“I could never go vegan. It’s too expensive!”

Chances are, if you’ve been vegan for any amount of time, you’ve heard this before. Repeatedly. Perhaps even from the same people, whenever you sit down for a meal.

There are many ways to go about your vegan grocery shopping – but, and I must say this – the same rings true for an omnivore’s shopping. It’s a perpetuated myth that veganism is what makes a vegan’s food expensive, and it’s not true.

Let’s start with something obvious to many of us, but maybe not to the wider population: vegans are not the only ones who eat vegan food! Do you see omnivores shying away from apples, oranges, bananas, bread, beans, nuts and seeds? Well, maybe some of them do. But I’m pretty sure that the stray piece of toast finds its way onto the plate of a couple of non-vegans each morning with breakfast. These foods are not expensive, and they’re already in many shopping carts!

So what does make eating – vegan or otherwise – expensive? Processed food. Ok, yes – if you’re filling that cart with Gardein, Boca burgers, Field Roast, and Daiya cheese wedges, I can see how your weekly bill isn’t something you can sustain affording. But the same can be said for the non-vegan counterparts to those products. This is a case where moderation is a good thing… go easy on the convenience foods!

And while we’re on the subject of convenience foods, let me just point out that you can be a junk food vegan. Potato chips and soda for everyone, and cheap, too! But that’s not really where we want to be. We’re supposed to be ambassadors for how incredibly awesome the vegan life is, after all, and it’s not very awesome when it’s filled with grease and high fructose corn syrup. If someone tells you it’s too expensive to be vegan, and your argument is ramen noodles and Coca-Cola, please stop it!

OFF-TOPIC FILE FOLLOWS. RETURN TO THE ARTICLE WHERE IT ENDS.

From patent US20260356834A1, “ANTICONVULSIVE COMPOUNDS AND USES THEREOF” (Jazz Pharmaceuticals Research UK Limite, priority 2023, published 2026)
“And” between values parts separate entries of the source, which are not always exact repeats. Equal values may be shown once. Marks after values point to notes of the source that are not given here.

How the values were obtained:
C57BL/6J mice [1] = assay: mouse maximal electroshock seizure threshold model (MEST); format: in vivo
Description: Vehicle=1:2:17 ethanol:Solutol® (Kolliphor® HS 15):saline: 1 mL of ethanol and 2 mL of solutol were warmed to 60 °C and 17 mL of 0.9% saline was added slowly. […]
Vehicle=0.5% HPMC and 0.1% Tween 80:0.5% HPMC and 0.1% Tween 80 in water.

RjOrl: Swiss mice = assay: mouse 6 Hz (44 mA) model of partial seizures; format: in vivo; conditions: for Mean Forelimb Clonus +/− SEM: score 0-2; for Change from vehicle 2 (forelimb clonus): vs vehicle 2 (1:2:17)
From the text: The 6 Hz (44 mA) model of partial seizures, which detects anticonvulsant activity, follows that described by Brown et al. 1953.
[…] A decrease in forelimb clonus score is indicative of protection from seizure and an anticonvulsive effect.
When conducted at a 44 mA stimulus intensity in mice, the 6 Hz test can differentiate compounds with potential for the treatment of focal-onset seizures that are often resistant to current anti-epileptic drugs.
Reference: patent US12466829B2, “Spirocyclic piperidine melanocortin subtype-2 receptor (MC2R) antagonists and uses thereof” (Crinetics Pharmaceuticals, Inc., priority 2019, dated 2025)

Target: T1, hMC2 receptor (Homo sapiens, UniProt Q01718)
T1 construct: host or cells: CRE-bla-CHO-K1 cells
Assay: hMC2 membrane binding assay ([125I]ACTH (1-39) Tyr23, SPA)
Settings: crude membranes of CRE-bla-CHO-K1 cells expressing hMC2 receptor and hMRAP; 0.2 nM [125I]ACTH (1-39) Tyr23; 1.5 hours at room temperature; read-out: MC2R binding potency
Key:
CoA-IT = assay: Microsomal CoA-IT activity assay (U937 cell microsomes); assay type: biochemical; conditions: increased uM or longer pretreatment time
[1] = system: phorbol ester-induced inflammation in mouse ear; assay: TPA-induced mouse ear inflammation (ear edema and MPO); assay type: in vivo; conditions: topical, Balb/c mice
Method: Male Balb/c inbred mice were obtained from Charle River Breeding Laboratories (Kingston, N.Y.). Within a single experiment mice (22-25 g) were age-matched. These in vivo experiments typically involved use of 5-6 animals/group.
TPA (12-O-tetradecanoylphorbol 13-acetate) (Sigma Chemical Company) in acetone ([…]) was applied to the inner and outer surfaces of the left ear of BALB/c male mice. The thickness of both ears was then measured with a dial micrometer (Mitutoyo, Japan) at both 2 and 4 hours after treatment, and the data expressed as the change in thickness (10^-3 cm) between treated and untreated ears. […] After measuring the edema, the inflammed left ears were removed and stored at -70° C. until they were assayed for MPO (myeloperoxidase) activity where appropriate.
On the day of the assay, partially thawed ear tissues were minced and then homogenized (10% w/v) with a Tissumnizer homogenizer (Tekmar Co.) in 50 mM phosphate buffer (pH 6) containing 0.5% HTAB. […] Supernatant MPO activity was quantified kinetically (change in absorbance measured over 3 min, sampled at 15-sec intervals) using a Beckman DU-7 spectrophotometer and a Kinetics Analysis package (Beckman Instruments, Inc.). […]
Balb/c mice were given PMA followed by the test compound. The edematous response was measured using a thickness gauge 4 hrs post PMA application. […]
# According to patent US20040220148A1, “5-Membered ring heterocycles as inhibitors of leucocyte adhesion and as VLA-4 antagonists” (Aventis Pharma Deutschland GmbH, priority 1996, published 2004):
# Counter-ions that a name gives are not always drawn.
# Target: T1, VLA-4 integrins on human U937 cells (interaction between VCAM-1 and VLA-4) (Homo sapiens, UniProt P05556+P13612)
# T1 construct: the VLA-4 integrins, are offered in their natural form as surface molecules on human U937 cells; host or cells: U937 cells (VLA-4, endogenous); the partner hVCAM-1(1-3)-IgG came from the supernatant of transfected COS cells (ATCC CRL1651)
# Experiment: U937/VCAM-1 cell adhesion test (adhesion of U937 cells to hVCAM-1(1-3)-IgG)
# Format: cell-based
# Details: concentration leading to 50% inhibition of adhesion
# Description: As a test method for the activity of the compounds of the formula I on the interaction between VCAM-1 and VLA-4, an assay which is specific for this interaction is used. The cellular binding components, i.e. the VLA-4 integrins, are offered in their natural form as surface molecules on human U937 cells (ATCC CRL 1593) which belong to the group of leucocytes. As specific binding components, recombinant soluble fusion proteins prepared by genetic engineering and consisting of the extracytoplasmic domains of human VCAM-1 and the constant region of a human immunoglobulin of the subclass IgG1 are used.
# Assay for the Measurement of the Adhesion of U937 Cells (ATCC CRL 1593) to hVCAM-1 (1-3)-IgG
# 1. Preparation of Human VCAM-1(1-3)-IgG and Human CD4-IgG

If any of us wants to save money at the supermarket, we’re going to have to stop watching Extreme Couponing and put down the sugar, salt, and artificial colorings. Step away from the four dollar package of Oreos, people; you can buy at least three pounds of lentils for that kind of money! (note: I don’t have a source for this, except my last trip to the Shop Rite a town over)

Yes, you heard me – three pounds of dry lentils for around four dollars at your local supermarket, and it will yield fifteen cups of cooked. That’s thirty servings of lentils. Is anyone out there willing to tell me that’s too expensive? Do you know how many meals you can incorporate that amount of lentils into?

“But I can’t just eat lentils for the rest of my life!” you say. Fine – buy yourself a cookbook and get cooking! Ellen Jaffe Jones’ Eat Vegan on $4.00 a Day is proof that veganism does not have to be expensive… and that four bucks covers all your meals for the day, so tell me again why you can’t afford to eat healthy? The beauty of a cookbook like this is that it not only walks you through eating well for less, but it gives you the recipes to make tasty meals. If you aren’t a natural cook, that’s really an important part of it.

And what if times are really tough? What about people who are relying on food stamps to eat? Earlier this year, Rory Freedman, author of my personal vegan-maker, Skinny Bitch, tried eating vegan for a week only on what the average Californian gets in food stamps: thirty-three bucks. And she did it.  Eating vegan on a budget – even the smallest – is not impossible. It just requires some mindfulness in what’s going into the shopping cart and the willingness to prepare some meals.

It’s true that the wrong foods are subsidized and that there is so much wrong with the food industry today, from what they serve to children in schools to the fact that it’s easier to find a fast food joint in some cities than it is to find a supermarket. But it’s up to us to vote with our dollars. It’s up to us to change a system that is obviously not working. Eating a healthful vegan diet can benefit our wallets now, at the register, as well as later, when we’re not paying for medical care that stems from the standard American diet.

I’ve heard it said that eating vegan is something that only the privileged can do. Not true, at least in the way it was intended, but let’s twist that around. Yes, we vegans are privileged – with the opportunity to make our voices heard, to lead by example, and to eat really great food for less than what people may think.

Photo credit: anitasarkeesian via Flickr